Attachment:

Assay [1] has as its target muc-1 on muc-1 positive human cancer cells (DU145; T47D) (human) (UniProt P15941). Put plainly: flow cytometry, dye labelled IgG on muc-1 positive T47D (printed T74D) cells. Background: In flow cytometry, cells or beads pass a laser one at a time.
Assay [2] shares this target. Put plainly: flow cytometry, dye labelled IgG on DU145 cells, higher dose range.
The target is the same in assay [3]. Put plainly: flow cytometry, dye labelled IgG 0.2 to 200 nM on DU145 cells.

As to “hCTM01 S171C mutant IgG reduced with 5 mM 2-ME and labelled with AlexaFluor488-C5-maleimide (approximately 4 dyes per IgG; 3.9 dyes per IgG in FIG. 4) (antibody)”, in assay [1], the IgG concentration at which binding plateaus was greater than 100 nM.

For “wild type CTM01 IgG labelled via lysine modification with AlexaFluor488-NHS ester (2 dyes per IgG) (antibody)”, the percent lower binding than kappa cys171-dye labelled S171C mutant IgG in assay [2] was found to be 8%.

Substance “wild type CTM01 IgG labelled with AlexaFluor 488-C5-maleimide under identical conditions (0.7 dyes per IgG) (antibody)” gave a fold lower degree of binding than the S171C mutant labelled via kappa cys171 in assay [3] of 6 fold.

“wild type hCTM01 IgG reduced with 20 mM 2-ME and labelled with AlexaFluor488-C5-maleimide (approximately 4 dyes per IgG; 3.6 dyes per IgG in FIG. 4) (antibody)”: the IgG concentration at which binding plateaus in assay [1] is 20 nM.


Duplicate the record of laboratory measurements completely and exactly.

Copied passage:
Assay [1] has as its target muc-1 on muc-1 positive human cancer cells (DU145; T47D) (human) (UniProt P15941). Put plainly: flow cytometry, dye labelled IgG on muc-1 positive T47D (printed T74D) cells. Background: In flow cytometry, cells or beads pass a laser one at a time.
Assay [2] shares this target. Put plainly: flow cytometry, dye labelled IgG on DU145 cells, higher dose range.
The target is the same in assay [3]. Put plainly: flow cytometry, dye labelled IgG 0.2 to 200 nM on DU145 cells.

As to “hCTM01 S171C mutant IgG reduced with 5 mM 2-ME and labelled with AlexaFluor488-C5-maleimide (approximately 4 dyes per IgG; 3.9 dyes per IgG in FIG. 4) (antibody)”, in assay [1], the IgG concentration at which binding plateaus was greater than 100 nM.

For “wild type CTM01 IgG labelled via lysine modification with AlexaFluor488-NHS ester (2 dyes per IgG) (antibody)”, the percent lower binding than kappa cys171-dye labelled S171C mutant IgG in assay [2] was found to be 8%.

Substance “wild type CTM01 IgG labelled with AlexaFluor 488-C5-maleimide under identical conditions (0.7 dyes per IgG) (antibody)” gave a fold lower degree of binding than the S171C mutant labelled via kappa cys171 in assay [3] of 6 fold.

“wild type hCTM01 IgG reduced with 20 mM 2-ME and labelled with AlexaFluor488-C5-maleimide (approximately 4 dyes per IgG; 3.6 dyes per IgG in FIG. 4) (antibody)”: the IgG concentration at which binding plateaus in assay [1] is 20 nM.